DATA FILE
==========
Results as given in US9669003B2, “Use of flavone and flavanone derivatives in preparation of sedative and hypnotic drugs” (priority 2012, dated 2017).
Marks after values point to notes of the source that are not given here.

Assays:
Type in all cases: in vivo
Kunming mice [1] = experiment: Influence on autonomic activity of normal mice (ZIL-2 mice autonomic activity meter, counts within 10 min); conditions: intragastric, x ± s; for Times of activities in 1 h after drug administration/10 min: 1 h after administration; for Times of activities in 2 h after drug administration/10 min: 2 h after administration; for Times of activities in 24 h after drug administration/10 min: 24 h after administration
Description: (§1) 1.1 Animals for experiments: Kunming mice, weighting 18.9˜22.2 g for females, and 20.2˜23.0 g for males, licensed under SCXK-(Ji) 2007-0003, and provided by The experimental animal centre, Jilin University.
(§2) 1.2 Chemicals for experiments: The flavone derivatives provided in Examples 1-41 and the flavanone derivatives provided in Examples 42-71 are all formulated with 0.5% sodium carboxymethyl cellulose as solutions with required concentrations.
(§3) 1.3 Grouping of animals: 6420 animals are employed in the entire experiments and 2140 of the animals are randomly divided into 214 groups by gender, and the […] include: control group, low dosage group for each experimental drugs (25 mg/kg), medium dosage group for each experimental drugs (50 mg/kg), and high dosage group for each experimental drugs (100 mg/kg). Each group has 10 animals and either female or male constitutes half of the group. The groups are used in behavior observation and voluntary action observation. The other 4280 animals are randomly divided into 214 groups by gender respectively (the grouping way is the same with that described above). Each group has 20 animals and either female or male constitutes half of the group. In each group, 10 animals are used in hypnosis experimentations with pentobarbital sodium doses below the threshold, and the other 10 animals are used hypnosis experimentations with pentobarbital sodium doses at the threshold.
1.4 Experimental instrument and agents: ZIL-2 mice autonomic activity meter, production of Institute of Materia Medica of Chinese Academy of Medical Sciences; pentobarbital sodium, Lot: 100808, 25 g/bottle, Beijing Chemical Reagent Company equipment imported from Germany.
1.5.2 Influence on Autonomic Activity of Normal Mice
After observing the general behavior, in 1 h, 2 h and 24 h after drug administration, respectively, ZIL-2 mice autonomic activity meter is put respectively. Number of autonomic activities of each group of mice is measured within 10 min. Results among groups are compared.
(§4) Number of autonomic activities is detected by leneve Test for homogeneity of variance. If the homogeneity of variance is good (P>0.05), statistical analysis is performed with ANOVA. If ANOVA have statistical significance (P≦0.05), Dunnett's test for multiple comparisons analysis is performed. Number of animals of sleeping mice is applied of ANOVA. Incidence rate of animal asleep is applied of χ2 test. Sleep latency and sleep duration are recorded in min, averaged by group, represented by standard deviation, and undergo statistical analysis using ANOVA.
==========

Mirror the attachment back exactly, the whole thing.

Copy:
Results as given in US9669003B2, “Use of flavone and flavanone derivatives in preparation of sedative and hypnotic drugs” (priority 2012, dated 2017).
Marks after values point to notes of the source that are not given here.

Assays:
Type in all cases: in vivo
Kunming mice [1] = experiment: Influence on autonomic activity of normal mice (ZIL-2 mice autonomic activity meter, counts within 10 min); conditions: intragastric, x ± s; for Times of activities in 1 h after drug administration/10 min: 1 h after administration; for Times of activities in 2 h after drug administration/10 min: 2 h after administration; for Times of activities in 24 h after drug administration/10 min: 24 h after administration
Description: (§1) 1.1 Animals for experiments: Kunming mice, weighting 18.9˜22.2 g for females, and 20.2˜23.0 g for males, licensed under SCXK-(Ji) 2007-0003, and provided by The experimental animal centre, Jilin University.
(§2) 1.2 Chemicals for experiments: The flavone derivatives provided in Examples 1-41 and the flavanone derivatives provided in Examples 42-71 are all formulated with 0.5% sodium carboxymethyl cellulose as solutions with required concentrations.
(§3) 1.3 Grouping of animals: 6420 animals are employed in the entire experiments and 2140 of the animals are randomly divided into 214 groups by gender, and the […] include: control group, low dosage group for each experimental drugs (25 mg/kg), medium dosage group for each experimental drugs (50 mg/kg), and high dosage group for each experimental drugs (100 mg/kg). Each group has 10 animals and either female or male constitutes half of the group. The groups are used in behavior observation and voluntary action observation. The other 4280 animals are randomly divided into 214 groups by gender respectively (the grouping way is the same with that described above). Each group has 20 animals and either female or male constitutes half of the group. In each group, 10 animals are used in hypnosis experimentations with pentobarbital sodium doses below the threshold, and the other 10 animals are used hypnosis experimentations with pentobarbital sodium doses at the threshold.
1.4 Experimental instrument and agents: ZIL-2 mice autonomic activity meter, production of Institute of Materia Medica of Chinese Academy of Medical Sciences; pentobarbital sodium, Lot: 100808, 25 g/bottle, Beijing Chemical Reagent Company equipment imported from Germany.
1.5.2 Influence on Autonomic Activity of Normal Mice
After observing the general behavior, in 1 h, 2 h and 24 h after drug administration, respectively, ZIL-2 mice autonomic activity meter is put respectively. Number of autonomic activities of each group of mice is measured within 10 min. Results among groups are compared.
(§4) Number of autonomic activities is detected by leneve Test for homogeneity of variance. If the homogeneity of variance is good (P>0.05), statistical analysis is performed with ANOVA. If ANOVA have statistical significance (P≦0.05), Dunnett's test for multiple comparisons analysis is performed. Number of animals of sleeping mice is applied of ANOVA. Incidence rate of animal asleep is applied of χ2 test. Sleep latency and sleep duration are recorded in min, averaged by group, represented by standard deviation, and undergo statistical analysis using ANOVA.